I want to acknowledge the 73 scholars from all over the world that have accepted the Editors’ and I’s invitation to set (or sit as it was pointed out on the comments) on the Editorial Board for the next three years. With a committment to three papers per year per EB member, we can easily process a lot more papers (209/2 > 100 just with EB alone not including our wonderful ad hoc reviewers versus a submission rate that has been between 60 and 70 papers a year for the last three years). As AAA publication frequency and numbers are based on the quantity of papers submitted and accepted, we have the capacity to grow the journal to being three or four times a year (i.e. double the number of papers we currently publish).
In order to do this, BRIA needs to differeniate itself in the marketplace as well as continue with its existing strengths. One area that I am passionate about continuing in Rick Hatfield’s call for replication studies to be submitted to BRIA. To quote Rick:
Manuscripts reporting on replications should clearly identify the study or studies being replicated. The manuscript should highlight any differences from the prior work (e.g., measurements, manipulations, participants, etc.) and how these differences inform the literature (e.g., validity/robustness of construct). Relative to an original research article, the introduction and hypotheses development sections should be substantially scaled back. The goal is that the text will be around 10 pages and the use of tables and figures should be limited as well. The purpose of such a study is to demonstrate the robustness and inferential value of prior findings by incorporating a broader use of the scientific method in our field. While the review process will be the same as it is for main articles, please indicate in your submission that your manuscript is a replication.”
To emphasize the importance of this initiative I will be developing criteria in the next three months for a registered report approach to replications IN ADDITION to the current approach. The registered report approach will allow scholars to demonstrate ex ante they have all the pieces in place to attempt a replication and they will have no outcome risk – the replication (confirming or disconfirming as it may be) WILL be published. Stay tuned.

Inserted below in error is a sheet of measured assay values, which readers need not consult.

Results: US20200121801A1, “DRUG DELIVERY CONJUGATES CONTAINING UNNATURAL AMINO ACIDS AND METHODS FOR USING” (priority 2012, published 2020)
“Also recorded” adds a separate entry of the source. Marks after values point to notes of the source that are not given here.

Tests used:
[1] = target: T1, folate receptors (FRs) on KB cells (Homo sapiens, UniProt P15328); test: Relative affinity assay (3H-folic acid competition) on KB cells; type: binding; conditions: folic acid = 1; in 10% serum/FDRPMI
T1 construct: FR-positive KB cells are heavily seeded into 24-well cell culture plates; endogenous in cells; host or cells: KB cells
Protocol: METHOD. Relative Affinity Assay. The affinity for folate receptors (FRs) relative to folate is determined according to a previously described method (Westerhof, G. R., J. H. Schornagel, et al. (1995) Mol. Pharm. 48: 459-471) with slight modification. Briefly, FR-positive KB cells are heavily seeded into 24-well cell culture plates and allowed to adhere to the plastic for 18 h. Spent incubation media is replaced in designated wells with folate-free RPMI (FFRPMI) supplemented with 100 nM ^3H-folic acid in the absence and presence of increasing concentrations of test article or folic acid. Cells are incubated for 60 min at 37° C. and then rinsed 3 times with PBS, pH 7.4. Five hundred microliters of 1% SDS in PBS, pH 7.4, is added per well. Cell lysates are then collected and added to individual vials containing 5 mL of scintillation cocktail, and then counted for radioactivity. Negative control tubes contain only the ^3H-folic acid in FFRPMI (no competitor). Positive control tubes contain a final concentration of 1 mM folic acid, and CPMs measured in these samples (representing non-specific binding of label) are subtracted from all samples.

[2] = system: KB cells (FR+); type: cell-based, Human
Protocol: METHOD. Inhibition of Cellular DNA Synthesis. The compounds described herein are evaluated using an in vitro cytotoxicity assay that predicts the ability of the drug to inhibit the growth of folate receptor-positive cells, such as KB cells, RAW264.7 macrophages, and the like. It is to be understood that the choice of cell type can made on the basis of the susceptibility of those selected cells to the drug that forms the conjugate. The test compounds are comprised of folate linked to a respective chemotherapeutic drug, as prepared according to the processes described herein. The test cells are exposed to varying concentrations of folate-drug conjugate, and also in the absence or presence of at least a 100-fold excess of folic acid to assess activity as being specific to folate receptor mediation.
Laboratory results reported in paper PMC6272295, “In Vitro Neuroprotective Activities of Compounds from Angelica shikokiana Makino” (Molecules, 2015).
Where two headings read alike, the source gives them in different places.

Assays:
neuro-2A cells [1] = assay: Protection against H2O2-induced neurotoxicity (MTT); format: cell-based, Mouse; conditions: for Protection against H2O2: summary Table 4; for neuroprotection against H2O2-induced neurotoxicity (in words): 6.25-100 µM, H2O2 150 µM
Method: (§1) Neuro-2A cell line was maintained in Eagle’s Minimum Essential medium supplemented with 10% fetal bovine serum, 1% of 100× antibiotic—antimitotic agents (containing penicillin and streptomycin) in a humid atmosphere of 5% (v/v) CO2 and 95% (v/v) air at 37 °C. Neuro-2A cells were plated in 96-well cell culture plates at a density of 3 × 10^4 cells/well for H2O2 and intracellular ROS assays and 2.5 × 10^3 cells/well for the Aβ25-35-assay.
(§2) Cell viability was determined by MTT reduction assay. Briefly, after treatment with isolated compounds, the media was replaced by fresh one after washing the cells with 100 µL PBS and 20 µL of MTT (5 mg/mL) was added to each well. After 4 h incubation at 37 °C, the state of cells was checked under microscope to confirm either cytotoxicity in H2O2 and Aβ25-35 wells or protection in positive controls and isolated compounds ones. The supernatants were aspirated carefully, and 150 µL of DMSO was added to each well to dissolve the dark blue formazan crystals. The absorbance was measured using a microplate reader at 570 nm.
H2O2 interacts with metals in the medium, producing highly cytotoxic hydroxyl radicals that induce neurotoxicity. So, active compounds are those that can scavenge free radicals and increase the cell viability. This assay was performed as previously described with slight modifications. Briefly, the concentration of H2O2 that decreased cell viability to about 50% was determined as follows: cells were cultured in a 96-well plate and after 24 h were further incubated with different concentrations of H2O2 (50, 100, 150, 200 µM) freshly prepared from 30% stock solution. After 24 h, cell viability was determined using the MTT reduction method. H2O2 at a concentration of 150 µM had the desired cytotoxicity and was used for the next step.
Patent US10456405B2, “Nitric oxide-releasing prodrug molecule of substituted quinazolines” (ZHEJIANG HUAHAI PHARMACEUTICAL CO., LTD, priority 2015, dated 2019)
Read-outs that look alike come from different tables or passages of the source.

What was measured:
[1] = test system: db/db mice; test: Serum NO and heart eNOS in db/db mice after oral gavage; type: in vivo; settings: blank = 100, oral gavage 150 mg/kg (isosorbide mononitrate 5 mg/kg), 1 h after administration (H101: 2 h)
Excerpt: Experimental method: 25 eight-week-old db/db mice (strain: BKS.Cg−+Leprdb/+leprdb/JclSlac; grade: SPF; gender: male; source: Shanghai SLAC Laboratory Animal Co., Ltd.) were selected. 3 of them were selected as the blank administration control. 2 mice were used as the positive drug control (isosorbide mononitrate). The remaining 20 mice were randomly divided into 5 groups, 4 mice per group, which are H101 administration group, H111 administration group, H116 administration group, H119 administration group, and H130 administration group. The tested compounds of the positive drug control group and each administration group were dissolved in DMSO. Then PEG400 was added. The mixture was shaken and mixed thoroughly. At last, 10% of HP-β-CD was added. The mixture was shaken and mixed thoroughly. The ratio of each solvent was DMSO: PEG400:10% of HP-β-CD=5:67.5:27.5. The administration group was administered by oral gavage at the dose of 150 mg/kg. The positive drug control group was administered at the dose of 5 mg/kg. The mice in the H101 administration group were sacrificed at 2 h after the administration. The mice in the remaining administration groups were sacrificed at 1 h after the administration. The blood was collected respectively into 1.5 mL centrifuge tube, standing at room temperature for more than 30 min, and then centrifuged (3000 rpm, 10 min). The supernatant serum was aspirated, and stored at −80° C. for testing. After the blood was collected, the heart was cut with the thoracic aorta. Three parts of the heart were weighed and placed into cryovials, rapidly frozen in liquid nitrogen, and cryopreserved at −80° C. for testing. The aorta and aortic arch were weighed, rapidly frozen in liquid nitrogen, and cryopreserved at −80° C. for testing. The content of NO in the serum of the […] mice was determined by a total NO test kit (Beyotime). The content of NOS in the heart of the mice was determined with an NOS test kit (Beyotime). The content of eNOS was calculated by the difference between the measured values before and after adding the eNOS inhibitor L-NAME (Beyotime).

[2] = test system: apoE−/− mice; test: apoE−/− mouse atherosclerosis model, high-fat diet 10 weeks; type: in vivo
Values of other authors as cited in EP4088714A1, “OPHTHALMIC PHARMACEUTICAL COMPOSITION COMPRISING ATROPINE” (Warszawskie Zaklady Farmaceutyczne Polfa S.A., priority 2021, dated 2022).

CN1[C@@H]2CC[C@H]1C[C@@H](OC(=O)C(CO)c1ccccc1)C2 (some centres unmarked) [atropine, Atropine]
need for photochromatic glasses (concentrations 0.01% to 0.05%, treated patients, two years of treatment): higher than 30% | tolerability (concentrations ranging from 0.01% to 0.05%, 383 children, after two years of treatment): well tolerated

There are two other initiatives that I will be describing over the next few blog posts that I believe will help BRIA develop in stature while still continuing to serve as an outlet of choice for its traditional base.
University of Queensland’s David Smith is the Australia/Asia-Pacific member of the Editor Team. David brings extensive experience in the Australia-Pacific community including a long record of publication in key accounting journals including AOS, MAR, BRIA, and more. Lately, David has specialized in positivist field studies of management accounting and also brings a strong interest in the not for profit sector to the role. While field studies are his recent passion he has extensive experience with survey based accounting research. David has also served on the Centre of Excellence Panel (Australasia) for the Chartered Institute of Management Accountants (CIMA) bringing that vital research connection to our team. David will be handling a selection of management accounting field studies, the occasional survey paper and helping out with methodological papers.
Europe’s addition to the BRIA team is audit researcher Christopher Koch who is a Professor at Mainz University in Germany (or more precisely – Johannes Gutenberg-Universität Mainz ). Christopher has published in AJPT, EAR, AOS and TAR among other outlets. Christopher holds a Chair in Corporate Governance and Auditing at Mainz and is a graduate of Mannheim University. Christopher has an extensive international conference travel history and spent time visiting universities in the United States and Canada as well as participating fully in European Behavioral Audit Research. Christopher will help me ensure that international manuscripts do not have to overcome the hurdle of “not done here” that so often afflicts international manuscripts at North American journals.